With 2,000 cases shipped out each year, Casa Rondeña is already a top producer, as noted by USA Today. In April 2002, The Wine Spectator awarded Casa Rondeña's 2000 Cabernet Franc its highest rating of any New Mexico red wine. Calvin looks on winemaking as a metaphor for the history of western civilization. "The culture of wine," he offers, "is about people reaching for mystery, magic, and the highest refined aspects of culture in an effort to become conversant with their higher spiritual aspects." In a city now acknowledged as a national leader in creative equity, his approach to winemaking is quite natural.

Add to this mix the fact that New Mexico has the ideal climate and altitude for growing grapes. Its warm days promote sugar content, while the cool nights promote proper pH. The altitude supports these temperatures while aridity prevents disease and pests. Dams have vanquished floods as a threat, and irrigation is a hedge against drought. Technology rules and Zeus is obviously collaborating with the saints!

The Achilles Heel of this whole affair is the infamous New Mexico Spring Frost. Anyone who owns a fruit tree here has "been there, done that, got the t-shirt": warm days in February or March lure out the buds, then BAM! a flash freeze arrives overnight and all the buds drop.

What to do? The Gruet family is thrilled with New Mexico's ideal growing conditions. It's why they came all the way from France to produce a rack of award-winning sparkling wines. Yet one year they lost 15–20% of their harvest, so now their strategy is to prune the vines in the spring rather than in December. They also prune each vine much shorter than is normal. Eric Olsen is continuously experimenting with new grape varieties, and just about everyone buys some of their grapes from vineyards in southern New Mexico, where the Gruet Winery also grows its grapes.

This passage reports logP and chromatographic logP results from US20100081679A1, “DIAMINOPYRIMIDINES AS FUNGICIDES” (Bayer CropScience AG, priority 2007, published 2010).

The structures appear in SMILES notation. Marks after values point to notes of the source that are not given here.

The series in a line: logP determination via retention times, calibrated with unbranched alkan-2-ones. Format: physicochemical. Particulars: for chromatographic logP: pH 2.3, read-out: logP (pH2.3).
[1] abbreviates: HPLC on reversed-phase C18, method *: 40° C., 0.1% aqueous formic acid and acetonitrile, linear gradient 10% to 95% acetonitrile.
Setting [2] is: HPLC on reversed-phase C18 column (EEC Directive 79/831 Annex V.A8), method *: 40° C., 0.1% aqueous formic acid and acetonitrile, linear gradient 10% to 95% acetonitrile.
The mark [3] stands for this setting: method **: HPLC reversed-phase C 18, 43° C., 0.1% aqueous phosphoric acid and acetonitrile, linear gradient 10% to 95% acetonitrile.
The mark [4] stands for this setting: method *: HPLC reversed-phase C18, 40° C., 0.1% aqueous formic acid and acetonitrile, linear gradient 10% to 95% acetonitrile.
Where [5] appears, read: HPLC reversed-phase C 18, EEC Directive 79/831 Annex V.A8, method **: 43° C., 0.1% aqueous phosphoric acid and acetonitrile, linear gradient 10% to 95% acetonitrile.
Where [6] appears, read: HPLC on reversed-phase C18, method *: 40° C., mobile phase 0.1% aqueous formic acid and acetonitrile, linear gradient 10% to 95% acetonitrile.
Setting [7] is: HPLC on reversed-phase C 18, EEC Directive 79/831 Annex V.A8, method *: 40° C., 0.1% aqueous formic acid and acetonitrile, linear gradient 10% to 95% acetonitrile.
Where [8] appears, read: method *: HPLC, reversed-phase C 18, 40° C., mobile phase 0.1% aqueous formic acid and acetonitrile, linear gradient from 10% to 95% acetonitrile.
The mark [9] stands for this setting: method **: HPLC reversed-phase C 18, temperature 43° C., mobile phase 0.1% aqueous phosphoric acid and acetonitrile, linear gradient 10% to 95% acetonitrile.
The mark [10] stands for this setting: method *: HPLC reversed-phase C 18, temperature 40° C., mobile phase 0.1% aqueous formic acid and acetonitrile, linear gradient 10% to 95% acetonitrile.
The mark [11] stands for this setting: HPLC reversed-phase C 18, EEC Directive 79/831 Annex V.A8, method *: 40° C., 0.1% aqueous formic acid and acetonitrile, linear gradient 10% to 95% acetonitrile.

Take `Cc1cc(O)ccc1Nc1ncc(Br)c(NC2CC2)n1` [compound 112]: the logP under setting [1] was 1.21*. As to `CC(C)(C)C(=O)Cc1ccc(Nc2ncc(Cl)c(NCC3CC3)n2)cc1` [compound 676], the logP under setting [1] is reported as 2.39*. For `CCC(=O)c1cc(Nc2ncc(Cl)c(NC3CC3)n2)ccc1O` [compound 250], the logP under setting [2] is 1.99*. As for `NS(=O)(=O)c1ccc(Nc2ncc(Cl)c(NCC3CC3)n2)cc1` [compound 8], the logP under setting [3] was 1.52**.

New York discovered Gruet's Brut sparkling wine in 1992. In a New York Times piece, Howard G. Goldberg tells the story of Michael Skurnik, a Long Island wine importer and distributor who received a box of "two unfamiliar sparkling wines" from Gruet. "He recalls saying to himself: 'New Mexico? Forget it!' and putting both bottles aside," Goldberg writes. "Soon he received a telephone call from the producer. 'We had a very interesting technical conversation' Mr. Skurnik said. 'I got curious and tried the wines.' He ordered the Brut almost immediately."

Skurnik eventually bought 645 cases of the Gruet Brut. Ten years later, Gruet is the sparkling wine of choice in New York. New Mexico says Salud!

Casa Rondeña Winery
733 Chavez Road NW Albuquerque, NM 87107
www.casarondena.com remote

Gruet Winery
8400 Pan American Freeway NE Albuquerque, NM 87113
www.gruetwinery.com remote

New Mexico Wine Growers Association
PO Box 57060, Albuquerque, NM 87187
866-494-6366 Toll-free
www.nmwine.com remote

By Mary Montaño who is a writer on the arts and culture of New Mexico.

Her current book, Tradiciones Nuevomexicanas: Hispano Arts and Culture of New Mexico, is available from UNM Press remote

Originally appeared in
The Collector’s Guide to Santa Fe, Taos and Albuquerque - Volume 17